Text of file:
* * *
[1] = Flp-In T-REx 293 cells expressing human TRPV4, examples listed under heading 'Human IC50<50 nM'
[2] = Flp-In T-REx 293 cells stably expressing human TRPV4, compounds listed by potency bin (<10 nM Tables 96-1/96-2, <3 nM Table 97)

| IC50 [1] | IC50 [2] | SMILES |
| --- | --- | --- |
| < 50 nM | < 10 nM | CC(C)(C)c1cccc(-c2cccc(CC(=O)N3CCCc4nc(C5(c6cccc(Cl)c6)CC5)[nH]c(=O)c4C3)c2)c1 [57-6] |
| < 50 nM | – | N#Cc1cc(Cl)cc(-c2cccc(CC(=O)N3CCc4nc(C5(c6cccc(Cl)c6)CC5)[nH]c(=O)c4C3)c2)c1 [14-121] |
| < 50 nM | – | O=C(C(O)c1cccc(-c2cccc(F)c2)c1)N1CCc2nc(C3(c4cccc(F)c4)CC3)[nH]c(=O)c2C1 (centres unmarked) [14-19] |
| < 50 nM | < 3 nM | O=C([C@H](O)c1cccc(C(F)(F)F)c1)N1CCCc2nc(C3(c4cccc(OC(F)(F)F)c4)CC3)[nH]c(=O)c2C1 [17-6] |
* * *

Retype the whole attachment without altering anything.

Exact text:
[1] = Flp-In T-REx 293 cells expressing human TRPV4, examples listed under heading 'Human IC50<50 nM'
[2] = Flp-In T-REx 293 cells stably expressing human TRPV4, compounds listed by potency bin (<10 nM Tables 96-1/96-2, <3 nM Table 97)

| IC50 [1] | IC50 [2] | SMILES |
| --- | --- | --- |
| < 50 nM | < 10 nM | CC(C)(C)c1cccc(-c2cccc(CC(=O)N3CCCc4nc(C5(c6cccc(Cl)c6)CC5)[nH]c(=O)c4C3)c2)c1 [57-6] |
| < 50 nM | – | N#Cc1cc(Cl)cc(-c2cccc(CC(=O)N3CCc4nc(C5(c6cccc(Cl)c6)CC5)[nH]c(=O)c4C3)c2)c1 [14-121] |
| < 50 nM | – | O=C(C(O)c1cccc(-c2cccc(F)c2)c1)N1CCc2nc(C3(c4cccc(F)c4)CC3)[nH]c(=O)c2C1 (centres unmarked) [14-19] |
| < 50 nM | < 3 nM | O=C([C@H](O)c1cccc(C(F)(F)F)c1)N1CCCc2nc(C3(c4cccc(OC(F)(F)F)c4)CC3)[nH]c(=O)c2C1 [17-6] |